Now if I was standing in a tub squishing laundry between my toes while typing this I’d have to say I was wrong. :)

    Like

  5. Amazingly insightful 2 part post. Great work, Josh–thanks to Tim for introducing us to you.

    I see and interact with people every day who are living their lives on such a superficial level. Not as in vain, but as in lacking depth. Even the most important of tasks, such as driving or being with a loved one on a romantic date, is done at a disengaged level. Their minds are somewhere else. Sometimes it’s the crackberry, sometimes it’s their phone or the newspaper, but either way, they are checked out for all intents and purposes.

    I now turn the TV off instead of keeping it on as sound wallpaper. I don’t read while I eat anymore. I let my cellphone go to message if I am having lunch with a friend. I don’t have the radio on when I am writing my blog. It felt weird at first, like I was being lazy or reclusive, but it has helped my state of mind and productivity tremendously. I intend to do more similar corrections to cure me of multi-tasking.

    It will be interesting to see the results of your study for kids and video games. Great work!

    Together, we are stronger.
    Vicki Flaugher, the original SmartWoman

    Like

  6. In the last 2 years I have unplugged my cable service 4 times. Obviously that means at some point I signed up for it again. What would happen, since I love information even if it isn’t useful, is that I would fill up the DVR. My girlfriend jokingly, maybe not, that I would stay up late watching TV so I could clear room for more shows.

    I have been without cable for at least two months. If I want to watch TV I have to grab the cable coming out the back of the TV to get a decent signal. That is when you learn what shows were really important to you.

    I don’t know which came first, me dropping the cable or getting busier at work earning more money but they happened at the same time. I couldn’t imagine keeping up on TV while this has been going on. But if I had cable I know I would have been watching TV while I worked on the computer getting half as much done.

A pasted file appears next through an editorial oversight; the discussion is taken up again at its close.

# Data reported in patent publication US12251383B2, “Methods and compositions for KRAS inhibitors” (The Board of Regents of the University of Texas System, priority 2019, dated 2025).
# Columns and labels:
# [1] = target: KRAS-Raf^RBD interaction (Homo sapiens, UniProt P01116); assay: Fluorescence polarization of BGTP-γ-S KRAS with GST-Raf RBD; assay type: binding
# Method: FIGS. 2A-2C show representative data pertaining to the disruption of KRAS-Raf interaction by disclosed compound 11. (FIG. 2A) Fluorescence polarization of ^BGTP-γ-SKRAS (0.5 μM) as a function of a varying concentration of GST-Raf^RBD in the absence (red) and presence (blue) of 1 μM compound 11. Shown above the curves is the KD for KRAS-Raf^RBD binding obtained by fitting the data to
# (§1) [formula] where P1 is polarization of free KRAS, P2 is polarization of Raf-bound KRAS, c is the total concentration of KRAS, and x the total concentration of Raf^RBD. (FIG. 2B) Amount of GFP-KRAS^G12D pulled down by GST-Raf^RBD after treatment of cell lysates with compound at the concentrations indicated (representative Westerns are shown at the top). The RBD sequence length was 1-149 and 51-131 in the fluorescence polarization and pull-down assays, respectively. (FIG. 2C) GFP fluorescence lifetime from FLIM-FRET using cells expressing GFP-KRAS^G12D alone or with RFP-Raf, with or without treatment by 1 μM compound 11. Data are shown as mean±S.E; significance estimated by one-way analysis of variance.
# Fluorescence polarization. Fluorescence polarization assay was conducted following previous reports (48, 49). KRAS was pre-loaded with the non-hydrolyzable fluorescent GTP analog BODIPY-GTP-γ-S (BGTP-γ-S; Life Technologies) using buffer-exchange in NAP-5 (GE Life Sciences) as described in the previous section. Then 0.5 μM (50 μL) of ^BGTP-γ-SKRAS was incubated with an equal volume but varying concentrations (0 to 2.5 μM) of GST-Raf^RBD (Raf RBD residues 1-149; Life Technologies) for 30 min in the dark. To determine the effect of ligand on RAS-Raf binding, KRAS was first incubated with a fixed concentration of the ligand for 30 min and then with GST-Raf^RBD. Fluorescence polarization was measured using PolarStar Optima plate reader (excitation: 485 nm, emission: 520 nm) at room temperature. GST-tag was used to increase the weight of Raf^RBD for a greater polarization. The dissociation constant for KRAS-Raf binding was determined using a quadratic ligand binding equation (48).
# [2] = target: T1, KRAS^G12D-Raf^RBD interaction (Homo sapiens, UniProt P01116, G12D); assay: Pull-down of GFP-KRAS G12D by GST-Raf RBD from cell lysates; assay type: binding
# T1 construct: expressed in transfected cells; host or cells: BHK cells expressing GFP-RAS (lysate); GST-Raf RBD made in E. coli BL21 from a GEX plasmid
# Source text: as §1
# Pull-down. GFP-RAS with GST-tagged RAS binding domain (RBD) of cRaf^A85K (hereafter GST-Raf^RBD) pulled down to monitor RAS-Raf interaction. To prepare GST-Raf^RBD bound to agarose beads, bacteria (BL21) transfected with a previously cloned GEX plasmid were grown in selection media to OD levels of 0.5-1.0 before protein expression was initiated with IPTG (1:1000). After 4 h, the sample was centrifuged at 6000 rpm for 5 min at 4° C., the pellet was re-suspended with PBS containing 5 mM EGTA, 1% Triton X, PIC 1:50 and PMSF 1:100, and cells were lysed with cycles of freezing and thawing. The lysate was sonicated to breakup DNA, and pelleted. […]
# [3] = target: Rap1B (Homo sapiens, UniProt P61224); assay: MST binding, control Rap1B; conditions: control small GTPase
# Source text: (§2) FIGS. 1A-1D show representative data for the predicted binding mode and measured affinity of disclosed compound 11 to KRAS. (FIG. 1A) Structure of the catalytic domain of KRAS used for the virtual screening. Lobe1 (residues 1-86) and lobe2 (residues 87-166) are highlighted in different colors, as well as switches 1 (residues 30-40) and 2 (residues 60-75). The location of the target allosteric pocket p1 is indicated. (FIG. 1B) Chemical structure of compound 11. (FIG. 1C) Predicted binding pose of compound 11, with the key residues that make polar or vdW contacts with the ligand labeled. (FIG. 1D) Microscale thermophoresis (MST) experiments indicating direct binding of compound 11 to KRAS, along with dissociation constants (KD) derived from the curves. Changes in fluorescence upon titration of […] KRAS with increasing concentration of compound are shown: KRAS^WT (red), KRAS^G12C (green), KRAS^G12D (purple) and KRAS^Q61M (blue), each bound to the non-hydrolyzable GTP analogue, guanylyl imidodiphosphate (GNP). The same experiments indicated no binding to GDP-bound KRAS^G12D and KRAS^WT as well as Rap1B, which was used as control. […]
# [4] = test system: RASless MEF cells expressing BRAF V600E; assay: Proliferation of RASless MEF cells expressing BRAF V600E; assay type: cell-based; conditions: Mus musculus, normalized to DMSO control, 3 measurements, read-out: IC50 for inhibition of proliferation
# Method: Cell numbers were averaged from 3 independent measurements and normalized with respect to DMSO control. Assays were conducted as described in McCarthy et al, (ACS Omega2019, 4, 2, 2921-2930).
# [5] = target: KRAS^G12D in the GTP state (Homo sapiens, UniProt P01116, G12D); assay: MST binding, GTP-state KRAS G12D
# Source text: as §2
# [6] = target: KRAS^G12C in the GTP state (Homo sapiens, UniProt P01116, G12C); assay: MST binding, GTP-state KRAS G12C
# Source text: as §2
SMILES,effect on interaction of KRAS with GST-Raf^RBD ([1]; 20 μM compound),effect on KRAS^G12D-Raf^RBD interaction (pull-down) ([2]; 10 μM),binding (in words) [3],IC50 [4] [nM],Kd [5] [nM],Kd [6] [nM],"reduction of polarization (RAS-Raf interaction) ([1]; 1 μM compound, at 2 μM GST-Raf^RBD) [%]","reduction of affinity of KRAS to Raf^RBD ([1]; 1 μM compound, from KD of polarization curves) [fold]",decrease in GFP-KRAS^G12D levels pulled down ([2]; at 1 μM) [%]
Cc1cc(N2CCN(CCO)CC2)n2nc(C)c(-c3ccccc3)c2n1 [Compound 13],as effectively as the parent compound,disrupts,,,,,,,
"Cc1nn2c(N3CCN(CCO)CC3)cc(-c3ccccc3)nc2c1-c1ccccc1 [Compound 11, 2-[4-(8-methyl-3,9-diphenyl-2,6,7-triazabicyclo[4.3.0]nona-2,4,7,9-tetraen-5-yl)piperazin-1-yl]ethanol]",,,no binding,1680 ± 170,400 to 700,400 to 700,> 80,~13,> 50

In that case I thought I was getting the best of both world when I was engaged only slightly more in one than the other giving 60/40 attention. Being engaged in the moment has helped my retention and enjoyment of the things I do. I no longer have cable or internet at home diverting my attention.

    I love it.

    Like

  7. Wow! This whole thing is right where I am at. My wife and I were discussing today how we can simply focus in on our TRUE objectives and values. Probably going to axe Cable TV and possibly our home internet. Tired of feeling scattered and like I have partially done way to many tasks, without feeling like I really finished one. There is no fulfillment there. Thanks Josh and Tim!

    sjw

    Like

  8. I wanted to first off thank Josh Waitzkin for answering my question. I found this not only a satisfying answer, but a very useful one. It is amazing at how much things get done better when they are given the right dose of focus. In conjunction with this I would also like to add that I have tried a few of Tim’s techniques on focus and have obtained great results. The key seems to keep a constant discipline on doing things consistently. Next, I also noticed that by chunking all phone calls on certain hours one gets better results. This I think is because when you are totally focused on just doing one thing at a time you are able to really give it your 100%. For example, when a friend calls me and I am checking emails, I rarely listen to 50% of what is said. I don’t do this out of disrespect but due to the lack of focus on the task at hand. Solution(for me): call them back and put your ringer on silent.